Still My Favorite Cook Kit

An Esbit cook system is very lightweight, fuel efficient, and ideal for warm-weather, solo cooking.

Training for Backpacking

Training for backpacking (a fun activity) need not be complicated or painful. Get in a routine and make each session count. Your long trips will thank you.

The Care and Feeding of Lindal Valves

Lindal valves are what makes your stove work (or not work). Their proper care can keep your stove running for years.

Learning to Packraft: Ten First Steps for Backcountry Travelers

This article identifies the first steps on a path to packrafting competence for those specifically interested in actually carrying their raft on their back into remote environments!

Overboots as Mukluks: Basecamp Footwear for Ski Mountaineers

Hardshell double boots, common amongst ski mountaineers using modern alpine touring or telemark equipment, make for miserable discomfort during extended stays in camp. Adding a pair of thin neoprene overboots at less than a pound allows one to kick off the plastics and enjoy basecamp slippers while keeping feet warm and dry in the coldest weather.

Lightweight Stove Systems for Group Cooking Part 3: Performance of Inverted Canister and White Gas Stoves For Boiling Water and Melting Snow at Subzero (F) Temperatures

A series of tests exploring the winter performance of inverted canister and integrated canister stove systems for large water volumes and snow melting.

Learn to Packraft! Episode 2: Stillwater Basics

Episode 2 of "Learn to Packraft!" provides an overview of stillwater packrafting gear and techniques.

Lightweight Stove Systems for Group Cooking Part 2: Exploring the Effects of Cold Temperatures, Canister Inversion, Snow Melting, and Heat Exchanger Systems

A series of tests exploring the winter performance of inverted canister and integrated canister stove systems for large water volumes and snow melting.

Avalanche Safety for Backcountry Travelers

The winter can make popular locations your personal sanctuary; however avalanche safety and preparation are crucial to enjoying the pristine conditions.

Lightweight Stove Systems for Group Cooking Part 1: Basic Framework for Selecting A Cooking Pot and Predicting Fuel Needs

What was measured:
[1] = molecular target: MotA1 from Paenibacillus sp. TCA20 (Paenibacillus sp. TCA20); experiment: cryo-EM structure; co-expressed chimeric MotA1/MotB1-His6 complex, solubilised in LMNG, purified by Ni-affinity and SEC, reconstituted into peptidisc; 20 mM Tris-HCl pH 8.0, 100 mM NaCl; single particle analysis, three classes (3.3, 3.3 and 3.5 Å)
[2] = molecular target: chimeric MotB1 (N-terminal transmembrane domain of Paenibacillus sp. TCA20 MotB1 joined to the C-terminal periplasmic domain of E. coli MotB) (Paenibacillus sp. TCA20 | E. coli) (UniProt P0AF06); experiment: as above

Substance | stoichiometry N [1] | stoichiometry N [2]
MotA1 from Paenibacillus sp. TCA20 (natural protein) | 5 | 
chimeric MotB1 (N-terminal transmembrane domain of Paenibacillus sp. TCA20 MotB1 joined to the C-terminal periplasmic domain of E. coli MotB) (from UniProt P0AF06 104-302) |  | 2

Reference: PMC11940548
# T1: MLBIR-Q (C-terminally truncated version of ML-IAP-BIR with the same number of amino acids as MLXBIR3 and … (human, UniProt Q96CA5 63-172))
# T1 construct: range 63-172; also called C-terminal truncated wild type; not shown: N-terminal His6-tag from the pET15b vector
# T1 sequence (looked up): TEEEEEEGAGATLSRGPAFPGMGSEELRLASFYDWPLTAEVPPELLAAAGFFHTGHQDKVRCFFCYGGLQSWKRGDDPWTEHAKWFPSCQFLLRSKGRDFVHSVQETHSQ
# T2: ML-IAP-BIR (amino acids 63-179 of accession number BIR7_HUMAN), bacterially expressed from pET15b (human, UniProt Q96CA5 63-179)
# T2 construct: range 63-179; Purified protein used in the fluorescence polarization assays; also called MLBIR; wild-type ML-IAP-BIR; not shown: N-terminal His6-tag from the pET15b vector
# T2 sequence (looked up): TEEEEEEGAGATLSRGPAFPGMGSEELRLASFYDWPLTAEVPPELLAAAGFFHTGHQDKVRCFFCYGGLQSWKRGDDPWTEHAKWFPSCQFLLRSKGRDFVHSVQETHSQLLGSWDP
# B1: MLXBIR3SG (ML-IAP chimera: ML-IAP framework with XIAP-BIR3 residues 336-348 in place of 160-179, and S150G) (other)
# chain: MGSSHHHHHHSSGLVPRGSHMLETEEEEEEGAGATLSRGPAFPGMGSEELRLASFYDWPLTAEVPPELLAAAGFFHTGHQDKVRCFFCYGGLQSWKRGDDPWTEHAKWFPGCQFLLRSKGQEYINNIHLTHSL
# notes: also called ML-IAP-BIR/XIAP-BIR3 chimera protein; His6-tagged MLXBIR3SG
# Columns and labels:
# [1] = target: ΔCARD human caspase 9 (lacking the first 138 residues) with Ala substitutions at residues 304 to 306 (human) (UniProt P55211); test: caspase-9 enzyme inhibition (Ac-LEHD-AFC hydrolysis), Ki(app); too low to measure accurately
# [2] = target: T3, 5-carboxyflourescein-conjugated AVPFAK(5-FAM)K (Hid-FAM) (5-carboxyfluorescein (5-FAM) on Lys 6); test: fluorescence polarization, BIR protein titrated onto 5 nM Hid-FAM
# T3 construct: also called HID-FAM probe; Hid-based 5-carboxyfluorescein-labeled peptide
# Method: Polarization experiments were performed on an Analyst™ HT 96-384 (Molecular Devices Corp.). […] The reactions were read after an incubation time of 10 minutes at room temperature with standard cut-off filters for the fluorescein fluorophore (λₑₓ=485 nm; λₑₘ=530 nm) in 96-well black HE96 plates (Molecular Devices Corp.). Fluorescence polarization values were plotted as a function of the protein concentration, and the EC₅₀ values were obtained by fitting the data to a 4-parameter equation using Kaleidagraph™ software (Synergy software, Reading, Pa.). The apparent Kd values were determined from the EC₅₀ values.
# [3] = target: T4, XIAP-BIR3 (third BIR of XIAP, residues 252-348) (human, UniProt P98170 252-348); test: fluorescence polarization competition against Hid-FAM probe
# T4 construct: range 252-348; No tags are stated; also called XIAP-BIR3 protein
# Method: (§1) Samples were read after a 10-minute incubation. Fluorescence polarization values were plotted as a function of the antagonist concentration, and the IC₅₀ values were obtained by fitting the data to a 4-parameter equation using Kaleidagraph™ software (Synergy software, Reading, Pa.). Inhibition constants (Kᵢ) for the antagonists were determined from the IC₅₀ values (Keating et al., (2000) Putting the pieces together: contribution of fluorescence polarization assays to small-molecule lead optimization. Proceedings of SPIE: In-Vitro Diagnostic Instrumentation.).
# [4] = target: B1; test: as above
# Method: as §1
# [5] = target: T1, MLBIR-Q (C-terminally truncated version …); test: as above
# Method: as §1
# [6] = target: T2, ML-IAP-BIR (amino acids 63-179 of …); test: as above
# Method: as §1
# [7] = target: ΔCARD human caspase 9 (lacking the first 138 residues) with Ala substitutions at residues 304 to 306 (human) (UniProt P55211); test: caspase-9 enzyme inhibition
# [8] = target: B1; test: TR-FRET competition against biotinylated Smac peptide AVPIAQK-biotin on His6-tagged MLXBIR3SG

A series of tests exploring the winter performance of inverted canister and integrated canister stove systems for large water volumes and snow melting.

Backpacking With A Thermometer

A thermometer allows you to establish trends that relate temperature to how you feel while hiking and camping. This can lead to better preparation and execution in the field.

Backpacking With A Voice Recorder

A voice recorder is a great way to reflect on your journey without compromising safety or the experience.

Techniques for River Corridor Camping

Tarp camping is tricky enough. Couple that with unstable ground and strong winds and that perfect campsite can quickly become a nightmare. Learn all the tricks to stay dry and happy.

Techniques for Talus

Talus can be tricky but with a few tips and a new approach you'll be all set for some Talus Dancing. And boy what fun it is!

Backpacking Tights – Part 1

Tights are a very versatile backpacking tool. Their close fit keeps you warm and quickly wicks away moisture.

Backpacking with a Newborn

Don't lose hope - Backpacking is still possible with infants.

Hydration for Lightweight Backpackers

Dehydration is more than water loss - it's about the salts too.

Learn to Packraft! Episode 1: An Introduction to Packrafting

Episode 1 of "Learn to Packraft!" introduces you to the wonderful sport of packrafting!

Mountain SuperUltraLight Backpacking – Going SUL in the Mountains with Adequate Shelter, Insulation, and Rain Protection. Part 3: M-SUL Base Weight Gear Lists

Gear lists that demonstrate how easy it is to “make weight” for M-SUL and at the same time have all the shelter, insulation, and rain protection you need to stay dry, warm, and comfortable in the high country.

The SUL Mindset, Part 2: Less vs. Lighter

So take your normal gear, just take way less of it! One important goal of SUL is to take less stuff, not buy new stuff. If you have to buy new stuff, then I think that regardless of your pack weight, consider that you may have transcended away from the ultralight philosophy and into ultralight hypocrisy.

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